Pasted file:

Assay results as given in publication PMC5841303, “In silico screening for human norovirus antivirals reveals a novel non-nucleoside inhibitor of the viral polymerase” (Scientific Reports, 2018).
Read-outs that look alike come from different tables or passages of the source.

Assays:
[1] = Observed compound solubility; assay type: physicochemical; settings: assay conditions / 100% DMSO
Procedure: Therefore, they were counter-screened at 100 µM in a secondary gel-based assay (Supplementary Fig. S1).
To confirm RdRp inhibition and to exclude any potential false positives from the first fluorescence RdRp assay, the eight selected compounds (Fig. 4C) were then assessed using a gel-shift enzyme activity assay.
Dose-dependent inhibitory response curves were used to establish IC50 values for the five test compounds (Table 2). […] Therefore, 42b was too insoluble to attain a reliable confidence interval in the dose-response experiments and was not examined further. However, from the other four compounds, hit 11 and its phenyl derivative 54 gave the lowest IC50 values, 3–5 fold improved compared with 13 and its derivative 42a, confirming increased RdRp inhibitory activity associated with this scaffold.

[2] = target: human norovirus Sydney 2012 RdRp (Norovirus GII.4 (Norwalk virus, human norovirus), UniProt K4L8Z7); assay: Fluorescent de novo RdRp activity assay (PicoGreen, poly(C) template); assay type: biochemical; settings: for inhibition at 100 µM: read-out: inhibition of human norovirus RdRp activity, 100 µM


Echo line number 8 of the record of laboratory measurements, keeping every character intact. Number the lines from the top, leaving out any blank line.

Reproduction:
[2] = target: human norovirus Sydney 2012 RdRp (Norovirus GII.4 (Norwalk virus, human norovirus), UniProt K4L8Z7); assay: Fluorescent de novo RdRp activity assay (PicoGreen, poly(C) template); assay type: biochemical; settings: for inhibition at 100 µM: read-out: inhibition of human norovirus RdRp activity, 100 µM